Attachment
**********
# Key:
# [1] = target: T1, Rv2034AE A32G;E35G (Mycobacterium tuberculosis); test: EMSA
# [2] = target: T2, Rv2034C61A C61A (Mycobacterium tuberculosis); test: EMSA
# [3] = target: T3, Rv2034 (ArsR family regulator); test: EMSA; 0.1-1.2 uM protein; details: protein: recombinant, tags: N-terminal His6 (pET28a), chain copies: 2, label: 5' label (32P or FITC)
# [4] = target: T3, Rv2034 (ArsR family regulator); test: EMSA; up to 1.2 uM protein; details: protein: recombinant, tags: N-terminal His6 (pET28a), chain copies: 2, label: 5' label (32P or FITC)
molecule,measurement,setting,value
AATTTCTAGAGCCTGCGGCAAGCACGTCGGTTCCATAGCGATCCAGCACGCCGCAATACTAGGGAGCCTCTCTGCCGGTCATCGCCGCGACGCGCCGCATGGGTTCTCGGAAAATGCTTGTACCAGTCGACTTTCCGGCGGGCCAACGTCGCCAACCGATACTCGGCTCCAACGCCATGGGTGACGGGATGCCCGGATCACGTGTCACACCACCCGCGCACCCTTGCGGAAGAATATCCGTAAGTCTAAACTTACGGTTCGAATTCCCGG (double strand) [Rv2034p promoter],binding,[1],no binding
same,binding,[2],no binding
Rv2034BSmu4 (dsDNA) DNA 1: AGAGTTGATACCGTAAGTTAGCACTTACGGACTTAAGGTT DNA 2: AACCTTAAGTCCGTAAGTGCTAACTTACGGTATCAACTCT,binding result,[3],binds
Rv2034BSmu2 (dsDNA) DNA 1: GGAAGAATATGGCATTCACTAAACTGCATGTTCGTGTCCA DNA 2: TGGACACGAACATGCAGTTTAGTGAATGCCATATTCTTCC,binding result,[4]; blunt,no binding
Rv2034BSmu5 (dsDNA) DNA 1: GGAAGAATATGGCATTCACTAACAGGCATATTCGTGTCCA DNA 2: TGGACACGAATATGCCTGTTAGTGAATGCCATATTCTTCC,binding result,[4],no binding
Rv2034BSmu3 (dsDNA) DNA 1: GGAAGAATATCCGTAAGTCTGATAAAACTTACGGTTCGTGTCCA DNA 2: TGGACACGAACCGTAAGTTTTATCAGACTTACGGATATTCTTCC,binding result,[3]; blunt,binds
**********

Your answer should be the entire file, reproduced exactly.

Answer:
# Key:
# [1] = target: T1, Rv2034AE A32G;E35G (Mycobacterium tuberculosis); test: EMSA
# [2] = target: T2, Rv2034C61A C61A (Mycobacterium tuberculosis); test: EMSA
# [3] = target: T3, Rv2034 (ArsR family regulator); test: EMSA; 0.1-1.2 uM protein; details: protein: recombinant, tags: N-terminal His6 (pET28a), chain copies: 2, label: 5' label (32P or FITC)
# [4] = target: T3, Rv2034 (ArsR family regulator); test: EMSA; up to 1.2 uM protein; details: protein: recombinant, tags: N-terminal His6 (pET28a), chain copies: 2, label: 5' label (32P or FITC)
molecule,measurement,setting,value
AATTTCTAGAGCCTGCGGCAAGCACGTCGGTTCCATAGCGATCCAGCACGCCGCAATACTAGGGAGCCTCTCTGCCGGTCATCGCCGCGACGCGCCGCATGGGTTCTCGGAAAATGCTTGTACCAGTCGACTTTCCGGCGGGCCAACGTCGCCAACCGATACTCGGCTCCAACGCCATGGGTGACGGGATGCCCGGATCACGTGTCACACCACCCGCGCACCCTTGCGGAAGAATATCCGTAAGTCTAAACTTACGGTTCGAATTCCCGG (double strand) [Rv2034p promoter],binding,[1],no binding
same,binding,[2],no binding
Rv2034BSmu4 (dsDNA) DNA 1: AGAGTTGATACCGTAAGTTAGCACTTACGGACTTAAGGTT DNA 2: AACCTTAAGTCCGTAAGTGCTAACTTACGGTATCAACTCT,binding result,[3],binds
Rv2034BSmu2 (dsDNA) DNA 1: GGAAGAATATGGCATTCACTAAACTGCATGTTCGTGTCCA DNA 2: TGGACACGAACATGCAGTTTAGTGAATGCCATATTCTTCC,binding result,[4]; blunt,no binding
Rv2034BSmu5 (dsDNA) DNA 1: GGAAGAATATGGCATTCACTAACAGGCATATTCGTGTCCA DNA 2: TGGACACGAATATGCCTGTTAGTGAATGCCATATTCTTCC,binding result,[4],no binding
Rv2034BSmu3 (dsDNA) DNA 1: GGAAGAATATCCGTAAGTCTGATAAAACTTACGGTTCGTGTCCA DNA 2: TGGACACGAACCGTAAGTTTTATCAGACTTACGGATATTCTTCC,binding result,[3]; blunt,binds